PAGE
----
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seminule (plural seminules)

  1. (botany, obsolete) A very small seed or spore.
    • 1819, The London Medical Repository, volume 11, page 289:
      Seminules appear to differ only from seeds by their minuteness. [] The seminules of cryptogamous plants are produced in ovaries to which stigmas are attached; but those of agamous plants are contained in a sort of ovary, to which no stigma being attached, they are disginguished by the peculiar name of conceptacles, either loose, or, as in some plants, in small cases called elytræ, the conceptacle itself then performing the office of an involucrum.
    • 1821, A Natural Arrangement of British Plants, page 270:
      Germination of its seminule, as observed by Hedwig, very much magnified; showing the seminule throwing out a radicle, and a succulent thread, considered as a cotyledon, which appears to be jointed, and having nipples which elongate into branches.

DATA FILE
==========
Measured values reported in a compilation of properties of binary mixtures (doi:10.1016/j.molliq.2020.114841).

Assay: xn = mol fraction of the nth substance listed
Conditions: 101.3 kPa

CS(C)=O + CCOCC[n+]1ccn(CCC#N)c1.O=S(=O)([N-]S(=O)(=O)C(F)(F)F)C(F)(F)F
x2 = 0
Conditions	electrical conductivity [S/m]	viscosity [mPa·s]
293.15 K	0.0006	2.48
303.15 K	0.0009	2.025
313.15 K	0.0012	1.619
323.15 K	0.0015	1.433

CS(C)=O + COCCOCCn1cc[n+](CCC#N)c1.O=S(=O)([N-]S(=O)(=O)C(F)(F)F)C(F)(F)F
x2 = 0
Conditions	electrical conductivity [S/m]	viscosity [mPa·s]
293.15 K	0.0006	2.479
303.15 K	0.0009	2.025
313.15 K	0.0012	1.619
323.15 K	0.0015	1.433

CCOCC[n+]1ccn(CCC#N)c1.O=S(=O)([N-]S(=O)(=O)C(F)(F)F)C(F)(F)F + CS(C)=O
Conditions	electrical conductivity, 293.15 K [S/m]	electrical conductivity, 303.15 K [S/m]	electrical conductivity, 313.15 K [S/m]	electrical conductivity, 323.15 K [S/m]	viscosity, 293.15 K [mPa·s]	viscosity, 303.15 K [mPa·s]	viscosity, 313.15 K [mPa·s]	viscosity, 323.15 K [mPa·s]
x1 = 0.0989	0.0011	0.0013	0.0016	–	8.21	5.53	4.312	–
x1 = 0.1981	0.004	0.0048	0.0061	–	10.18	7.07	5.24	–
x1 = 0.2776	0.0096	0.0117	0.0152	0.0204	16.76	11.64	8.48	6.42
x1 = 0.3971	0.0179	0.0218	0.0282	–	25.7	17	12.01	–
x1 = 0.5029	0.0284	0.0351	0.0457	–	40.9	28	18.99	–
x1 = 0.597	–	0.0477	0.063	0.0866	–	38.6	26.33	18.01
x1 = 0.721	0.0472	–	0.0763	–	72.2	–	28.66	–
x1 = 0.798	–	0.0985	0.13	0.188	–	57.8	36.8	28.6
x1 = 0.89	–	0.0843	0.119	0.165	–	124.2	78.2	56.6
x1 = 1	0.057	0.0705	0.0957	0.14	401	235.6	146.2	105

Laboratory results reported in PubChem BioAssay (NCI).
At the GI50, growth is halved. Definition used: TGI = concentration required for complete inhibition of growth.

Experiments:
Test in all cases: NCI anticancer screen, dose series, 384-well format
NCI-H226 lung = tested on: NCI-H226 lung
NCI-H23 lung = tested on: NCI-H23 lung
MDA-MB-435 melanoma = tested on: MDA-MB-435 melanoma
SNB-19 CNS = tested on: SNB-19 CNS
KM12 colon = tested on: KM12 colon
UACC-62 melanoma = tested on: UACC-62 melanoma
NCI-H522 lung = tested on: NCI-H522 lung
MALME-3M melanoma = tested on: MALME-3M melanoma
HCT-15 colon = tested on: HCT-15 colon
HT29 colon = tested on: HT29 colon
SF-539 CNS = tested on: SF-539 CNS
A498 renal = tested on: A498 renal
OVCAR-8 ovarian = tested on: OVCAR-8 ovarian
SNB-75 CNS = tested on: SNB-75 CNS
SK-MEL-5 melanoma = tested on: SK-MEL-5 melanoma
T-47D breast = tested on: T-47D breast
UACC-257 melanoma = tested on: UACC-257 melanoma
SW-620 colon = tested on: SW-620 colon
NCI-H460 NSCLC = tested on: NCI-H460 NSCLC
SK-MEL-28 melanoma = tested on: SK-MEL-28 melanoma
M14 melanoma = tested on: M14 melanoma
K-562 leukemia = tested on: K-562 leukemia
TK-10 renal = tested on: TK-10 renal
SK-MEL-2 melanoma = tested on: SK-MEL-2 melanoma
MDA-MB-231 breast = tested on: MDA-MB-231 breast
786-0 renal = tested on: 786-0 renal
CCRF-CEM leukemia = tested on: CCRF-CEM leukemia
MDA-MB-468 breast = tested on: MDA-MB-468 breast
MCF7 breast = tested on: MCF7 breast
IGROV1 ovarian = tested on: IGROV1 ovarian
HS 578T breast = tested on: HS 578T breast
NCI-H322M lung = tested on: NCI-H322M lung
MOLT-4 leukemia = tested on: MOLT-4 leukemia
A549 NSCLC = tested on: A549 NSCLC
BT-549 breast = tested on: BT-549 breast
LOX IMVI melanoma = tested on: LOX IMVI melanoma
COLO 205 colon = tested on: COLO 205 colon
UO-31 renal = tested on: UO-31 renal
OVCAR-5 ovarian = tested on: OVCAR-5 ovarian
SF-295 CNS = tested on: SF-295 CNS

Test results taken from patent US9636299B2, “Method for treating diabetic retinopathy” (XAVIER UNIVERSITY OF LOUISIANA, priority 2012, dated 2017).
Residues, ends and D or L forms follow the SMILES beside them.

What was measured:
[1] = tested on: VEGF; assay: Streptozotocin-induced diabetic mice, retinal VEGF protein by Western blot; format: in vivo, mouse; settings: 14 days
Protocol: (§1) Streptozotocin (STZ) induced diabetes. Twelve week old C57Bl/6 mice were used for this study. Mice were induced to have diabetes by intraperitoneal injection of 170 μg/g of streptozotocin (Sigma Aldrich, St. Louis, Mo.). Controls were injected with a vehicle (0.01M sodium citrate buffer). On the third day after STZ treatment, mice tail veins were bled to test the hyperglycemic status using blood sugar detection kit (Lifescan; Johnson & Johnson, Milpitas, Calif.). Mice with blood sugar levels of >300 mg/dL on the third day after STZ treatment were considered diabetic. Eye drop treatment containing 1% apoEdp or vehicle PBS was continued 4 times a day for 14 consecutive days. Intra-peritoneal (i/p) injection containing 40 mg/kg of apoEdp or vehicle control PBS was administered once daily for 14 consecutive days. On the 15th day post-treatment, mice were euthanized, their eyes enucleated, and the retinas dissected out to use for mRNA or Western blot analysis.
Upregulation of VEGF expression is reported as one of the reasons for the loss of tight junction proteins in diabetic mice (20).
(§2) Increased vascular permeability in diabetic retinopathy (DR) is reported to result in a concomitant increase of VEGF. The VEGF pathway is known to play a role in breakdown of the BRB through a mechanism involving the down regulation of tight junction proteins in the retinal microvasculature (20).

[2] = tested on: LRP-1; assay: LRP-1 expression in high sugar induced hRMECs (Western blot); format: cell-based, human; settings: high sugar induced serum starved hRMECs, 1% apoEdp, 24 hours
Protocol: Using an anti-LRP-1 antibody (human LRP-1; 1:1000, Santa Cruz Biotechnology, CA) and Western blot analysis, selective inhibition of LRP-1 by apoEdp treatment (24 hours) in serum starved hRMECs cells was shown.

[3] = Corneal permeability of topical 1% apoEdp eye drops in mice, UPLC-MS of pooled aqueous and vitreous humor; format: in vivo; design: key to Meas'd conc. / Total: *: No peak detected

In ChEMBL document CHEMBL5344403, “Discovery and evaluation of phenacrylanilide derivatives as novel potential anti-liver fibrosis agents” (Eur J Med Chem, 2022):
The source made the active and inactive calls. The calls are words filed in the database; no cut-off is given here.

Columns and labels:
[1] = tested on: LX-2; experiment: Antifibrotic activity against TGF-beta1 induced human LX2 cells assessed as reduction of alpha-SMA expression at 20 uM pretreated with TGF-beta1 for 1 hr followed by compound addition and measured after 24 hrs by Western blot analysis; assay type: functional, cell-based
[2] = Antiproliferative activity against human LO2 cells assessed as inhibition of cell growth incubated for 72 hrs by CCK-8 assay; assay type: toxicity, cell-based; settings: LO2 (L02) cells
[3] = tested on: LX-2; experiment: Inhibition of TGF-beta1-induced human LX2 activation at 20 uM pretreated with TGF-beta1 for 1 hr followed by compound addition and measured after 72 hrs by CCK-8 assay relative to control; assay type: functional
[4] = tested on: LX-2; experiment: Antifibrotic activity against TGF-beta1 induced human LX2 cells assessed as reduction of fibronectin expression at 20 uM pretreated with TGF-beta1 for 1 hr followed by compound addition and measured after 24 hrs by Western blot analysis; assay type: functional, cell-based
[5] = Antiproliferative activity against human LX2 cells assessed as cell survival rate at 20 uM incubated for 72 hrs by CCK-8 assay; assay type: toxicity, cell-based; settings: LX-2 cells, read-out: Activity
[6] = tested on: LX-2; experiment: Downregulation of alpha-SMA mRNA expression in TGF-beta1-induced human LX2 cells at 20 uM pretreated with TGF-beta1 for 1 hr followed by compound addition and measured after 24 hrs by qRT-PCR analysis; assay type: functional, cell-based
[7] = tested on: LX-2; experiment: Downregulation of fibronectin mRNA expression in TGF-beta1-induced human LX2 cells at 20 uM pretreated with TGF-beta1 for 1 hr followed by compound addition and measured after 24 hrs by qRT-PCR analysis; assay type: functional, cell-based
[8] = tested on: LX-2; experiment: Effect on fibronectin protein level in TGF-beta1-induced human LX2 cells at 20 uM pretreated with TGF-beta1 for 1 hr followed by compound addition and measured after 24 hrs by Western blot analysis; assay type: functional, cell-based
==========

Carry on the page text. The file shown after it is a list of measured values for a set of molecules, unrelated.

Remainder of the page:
• 1859, The Farmer's Magazine, page 524:
      It was generally believed, before the experiments made by M. Kuhn, but without any foundation, and upon simple conjecture, that the seminules or spores of the ustilagoes and uredoes of the cereals penetrate by the radicles of the plant in order to arrive, creeping by degrees, to the leaves and seeds of those vegetables.